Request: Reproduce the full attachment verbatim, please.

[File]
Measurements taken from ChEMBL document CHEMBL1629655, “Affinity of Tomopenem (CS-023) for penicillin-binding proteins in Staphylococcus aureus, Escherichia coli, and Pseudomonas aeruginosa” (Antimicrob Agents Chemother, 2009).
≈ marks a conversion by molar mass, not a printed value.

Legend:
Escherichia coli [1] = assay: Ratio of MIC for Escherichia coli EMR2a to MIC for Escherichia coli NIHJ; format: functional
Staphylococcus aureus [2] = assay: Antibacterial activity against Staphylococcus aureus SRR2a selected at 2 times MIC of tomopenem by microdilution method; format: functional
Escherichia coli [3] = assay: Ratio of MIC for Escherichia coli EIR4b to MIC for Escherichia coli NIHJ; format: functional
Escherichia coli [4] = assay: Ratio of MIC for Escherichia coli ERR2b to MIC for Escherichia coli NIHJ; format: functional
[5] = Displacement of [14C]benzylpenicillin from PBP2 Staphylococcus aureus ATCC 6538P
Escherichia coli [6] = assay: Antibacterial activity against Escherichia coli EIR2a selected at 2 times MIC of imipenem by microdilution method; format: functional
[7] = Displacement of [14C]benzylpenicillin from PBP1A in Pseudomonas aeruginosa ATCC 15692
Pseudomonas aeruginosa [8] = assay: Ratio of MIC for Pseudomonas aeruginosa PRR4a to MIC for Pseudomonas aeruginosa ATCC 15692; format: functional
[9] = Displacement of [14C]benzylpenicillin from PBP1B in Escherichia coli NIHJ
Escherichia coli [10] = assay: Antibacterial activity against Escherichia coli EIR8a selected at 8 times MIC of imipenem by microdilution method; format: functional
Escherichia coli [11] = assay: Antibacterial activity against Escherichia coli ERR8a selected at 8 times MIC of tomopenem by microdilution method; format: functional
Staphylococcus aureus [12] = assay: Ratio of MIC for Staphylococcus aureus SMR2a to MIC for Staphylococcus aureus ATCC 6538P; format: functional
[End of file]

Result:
Measurements taken from ChEMBL document CHEMBL1629655, “Affinity of Tomopenem (CS-023) for penicillin-binding proteins in Staphylococcus aureus, Escherichia coli, and Pseudomonas aeruginosa” (Antimicrob Agents Chemother, 2009).
≈ marks a conversion by molar mass, not a printed value.

Legend:
Escherichia coli [1] = assay: Ratio of MIC for Escherichia coli EMR2a to MIC for Escherichia coli NIHJ; format: functional
Staphylococcus aureus [2] = assay: Antibacterial activity against Staphylococcus aureus SRR2a selected at 2 times MIC of tomopenem by microdilution method; format: functional
Escherichia coli [3] = assay: Ratio of MIC for Escherichia coli EIR4b to MIC for Escherichia coli NIHJ; format: functional
Escherichia coli [4] = assay: Ratio of MIC for Escherichia coli ERR2b to MIC for Escherichia coli NIHJ; format: functional
[5] = Displacement of [14C]benzylpenicillin from PBP2 Staphylococcus aureus ATCC 6538P
Escherichia coli [6] = assay: Antibacterial activity against Escherichia coli EIR2a selected at 2 times MIC of imipenem by microdilution method; format: functional
[7] = Displacement of [14C]benzylpenicillin from PBP1A in Pseudomonas aeruginosa ATCC 15692
Pseudomonas aeruginosa [8] = assay: Ratio of MIC for Pseudomonas aeruginosa PRR4a to MIC for Pseudomonas aeruginosa ATCC 15692; format: functional
[9] = Displacement of [14C]benzylpenicillin from PBP1B in Escherichia coli NIHJ
Escherichia coli [10] = assay: Antibacterial activity against Escherichia coli EIR8a selected at 8 times MIC of imipenem by microdilution method; format: functional
Escherichia coli [11] = assay: Antibacterial activity against Escherichia coli ERR8a selected at 8 times MIC of tomopenem by microdilution method; format: functional
Staphylococcus aureus [12] = assay: Ratio of MIC for Staphylococcus aureus SMR2a to MIC for Staphylococcus aureus ATCC 6538P; format: functional